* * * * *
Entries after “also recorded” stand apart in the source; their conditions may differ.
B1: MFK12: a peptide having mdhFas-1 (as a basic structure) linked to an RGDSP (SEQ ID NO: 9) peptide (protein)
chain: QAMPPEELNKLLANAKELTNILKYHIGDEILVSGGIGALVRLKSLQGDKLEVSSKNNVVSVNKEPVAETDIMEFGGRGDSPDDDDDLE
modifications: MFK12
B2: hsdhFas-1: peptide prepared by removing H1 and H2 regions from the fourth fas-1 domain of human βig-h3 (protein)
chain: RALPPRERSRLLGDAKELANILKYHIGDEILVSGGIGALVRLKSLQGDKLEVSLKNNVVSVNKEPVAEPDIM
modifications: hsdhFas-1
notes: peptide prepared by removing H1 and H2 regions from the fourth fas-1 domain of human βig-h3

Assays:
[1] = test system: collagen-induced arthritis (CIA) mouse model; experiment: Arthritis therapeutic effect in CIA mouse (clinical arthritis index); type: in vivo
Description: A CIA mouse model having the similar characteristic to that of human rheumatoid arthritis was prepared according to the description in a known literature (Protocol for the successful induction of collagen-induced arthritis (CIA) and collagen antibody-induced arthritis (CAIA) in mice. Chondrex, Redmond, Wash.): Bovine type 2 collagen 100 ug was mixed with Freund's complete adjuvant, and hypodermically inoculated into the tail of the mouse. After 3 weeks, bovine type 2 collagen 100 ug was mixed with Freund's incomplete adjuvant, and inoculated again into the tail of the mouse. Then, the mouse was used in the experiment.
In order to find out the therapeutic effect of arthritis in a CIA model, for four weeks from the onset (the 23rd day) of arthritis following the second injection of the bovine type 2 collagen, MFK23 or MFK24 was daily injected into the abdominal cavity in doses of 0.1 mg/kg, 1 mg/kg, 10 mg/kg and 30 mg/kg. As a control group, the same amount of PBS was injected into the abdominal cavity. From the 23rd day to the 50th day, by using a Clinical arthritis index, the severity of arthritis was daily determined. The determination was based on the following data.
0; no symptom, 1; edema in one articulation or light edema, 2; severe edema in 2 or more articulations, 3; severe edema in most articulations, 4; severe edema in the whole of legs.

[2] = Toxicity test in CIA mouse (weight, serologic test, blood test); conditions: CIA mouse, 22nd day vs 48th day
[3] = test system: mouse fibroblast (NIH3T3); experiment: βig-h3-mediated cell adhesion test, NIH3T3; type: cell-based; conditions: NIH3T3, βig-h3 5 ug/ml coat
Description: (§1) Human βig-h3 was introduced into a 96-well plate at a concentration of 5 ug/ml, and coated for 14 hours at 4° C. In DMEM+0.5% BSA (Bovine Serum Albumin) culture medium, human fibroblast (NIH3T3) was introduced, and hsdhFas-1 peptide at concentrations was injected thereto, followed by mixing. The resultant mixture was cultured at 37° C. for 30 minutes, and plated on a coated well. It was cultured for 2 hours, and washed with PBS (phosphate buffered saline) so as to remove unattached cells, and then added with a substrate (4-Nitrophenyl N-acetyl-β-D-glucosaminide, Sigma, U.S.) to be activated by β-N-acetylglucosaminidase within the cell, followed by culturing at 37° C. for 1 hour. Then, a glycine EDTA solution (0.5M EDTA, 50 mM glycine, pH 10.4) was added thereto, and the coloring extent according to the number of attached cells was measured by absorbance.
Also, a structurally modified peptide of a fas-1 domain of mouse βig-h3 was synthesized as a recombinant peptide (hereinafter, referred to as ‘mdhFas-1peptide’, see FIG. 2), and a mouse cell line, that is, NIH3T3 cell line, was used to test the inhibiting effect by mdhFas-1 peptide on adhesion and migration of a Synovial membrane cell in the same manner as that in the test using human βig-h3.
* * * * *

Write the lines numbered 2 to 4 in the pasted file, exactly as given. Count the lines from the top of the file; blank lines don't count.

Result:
B1: MFK12: a peptide having mdhFas-1 (as a basic structure) linked to an RGDSP (SEQ ID NO: 9) peptide (protein)
chain: QAMPPEELNKLLANAKELTNILKYHIGDEILVSGGIGALVRLKSLQGDKLEVSSKNNVVSVNKEPVAETDIMEFGGRGDSPDDDDDLE
modifications: MFK12